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  • NAI researcher Papa Sow on field work.
    What makes me tick: Papa Sow on migration within Africa
    We've asked NAI scholars why they chose a career as a researcher and what motivates them in their work. Papa Sow talks about the need for more research on people´s movement on the African continent.
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  • Freeman Mbowe, leader of Tanzania's main opposition party Chadema, is escorted as he arrives at the Kisutu Resident Magistrate Court, where he is facing terrorism-related charges, in Dar Es Salaam on 6 August.
    Tanzania: Opposition arrests cast doubts over democracy agenda
    The arrest of Tanzania’s main opposition party’s leader raises questions about President Samia Suluhu Hassan’s commitment to democracy. The president is likely using the hard-line approach against the opposition to strengthen her position within the ruling Chama Cha Mapinduzi (CCM) party ahead of the 2025 presidential election, according to NAI researcher Liisa Laakso.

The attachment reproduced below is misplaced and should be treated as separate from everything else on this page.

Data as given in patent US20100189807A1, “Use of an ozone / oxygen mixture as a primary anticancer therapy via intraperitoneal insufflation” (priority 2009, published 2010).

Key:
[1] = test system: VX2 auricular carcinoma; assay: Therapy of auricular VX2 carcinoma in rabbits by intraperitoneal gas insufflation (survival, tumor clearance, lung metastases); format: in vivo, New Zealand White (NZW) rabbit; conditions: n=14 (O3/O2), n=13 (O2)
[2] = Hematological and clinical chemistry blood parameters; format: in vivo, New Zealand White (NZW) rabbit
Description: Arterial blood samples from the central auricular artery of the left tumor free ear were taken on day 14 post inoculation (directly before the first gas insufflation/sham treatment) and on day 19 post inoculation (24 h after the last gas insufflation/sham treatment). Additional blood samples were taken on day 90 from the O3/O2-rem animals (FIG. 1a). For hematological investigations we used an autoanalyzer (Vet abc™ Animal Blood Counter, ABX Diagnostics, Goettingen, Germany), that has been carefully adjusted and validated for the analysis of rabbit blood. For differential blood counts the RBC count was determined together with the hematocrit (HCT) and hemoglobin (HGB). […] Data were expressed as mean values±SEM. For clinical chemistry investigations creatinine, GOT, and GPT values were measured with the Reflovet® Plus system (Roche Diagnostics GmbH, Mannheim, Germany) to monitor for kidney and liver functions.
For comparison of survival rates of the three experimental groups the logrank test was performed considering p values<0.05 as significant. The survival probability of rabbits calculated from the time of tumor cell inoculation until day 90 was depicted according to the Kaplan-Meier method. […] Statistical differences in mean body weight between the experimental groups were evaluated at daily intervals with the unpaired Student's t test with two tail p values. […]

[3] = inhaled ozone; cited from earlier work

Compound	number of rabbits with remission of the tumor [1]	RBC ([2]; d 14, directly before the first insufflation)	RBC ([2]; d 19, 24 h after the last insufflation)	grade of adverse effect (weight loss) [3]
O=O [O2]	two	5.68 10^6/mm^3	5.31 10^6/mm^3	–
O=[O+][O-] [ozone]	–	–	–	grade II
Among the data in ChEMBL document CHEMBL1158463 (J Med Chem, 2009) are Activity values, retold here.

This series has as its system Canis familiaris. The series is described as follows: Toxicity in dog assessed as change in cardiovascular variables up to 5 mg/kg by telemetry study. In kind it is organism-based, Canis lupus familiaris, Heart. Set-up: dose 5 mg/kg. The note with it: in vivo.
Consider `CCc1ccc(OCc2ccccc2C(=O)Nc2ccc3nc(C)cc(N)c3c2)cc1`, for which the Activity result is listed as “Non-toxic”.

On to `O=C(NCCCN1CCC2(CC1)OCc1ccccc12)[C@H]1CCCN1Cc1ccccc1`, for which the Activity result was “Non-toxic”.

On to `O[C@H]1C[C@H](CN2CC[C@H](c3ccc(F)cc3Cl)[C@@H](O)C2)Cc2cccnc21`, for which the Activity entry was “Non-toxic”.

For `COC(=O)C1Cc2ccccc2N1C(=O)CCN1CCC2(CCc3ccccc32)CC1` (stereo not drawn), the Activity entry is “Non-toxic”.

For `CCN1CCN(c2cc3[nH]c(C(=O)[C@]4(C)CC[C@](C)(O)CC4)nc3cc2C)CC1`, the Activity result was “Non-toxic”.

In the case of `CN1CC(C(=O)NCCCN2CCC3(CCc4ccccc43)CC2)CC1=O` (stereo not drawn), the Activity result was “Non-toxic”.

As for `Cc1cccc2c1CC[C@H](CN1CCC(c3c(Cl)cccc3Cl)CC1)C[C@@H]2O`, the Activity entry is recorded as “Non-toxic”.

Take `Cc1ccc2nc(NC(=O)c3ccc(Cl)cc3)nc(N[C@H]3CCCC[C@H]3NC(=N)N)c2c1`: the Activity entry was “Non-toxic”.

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    Towards an African feminist institutionalism for women’s political representation
    A new book, Gendered Institutions and Women’s Political Representation in Africa calls for a focus on institutional barriers to women in politics – formal and informal – as an introduction of isolated formal gender equality reforms have provided mixed results. Despite this, African countries without quotas are still looking towards these reforms as the main model for promoting political empowerment. This policy note argues that these need to be combined with a regendering of institutions working against more women in politics and suggests steps towards an African feminist institutionalism for women in politics.
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    Taxation for inclusive development: challenges across Africa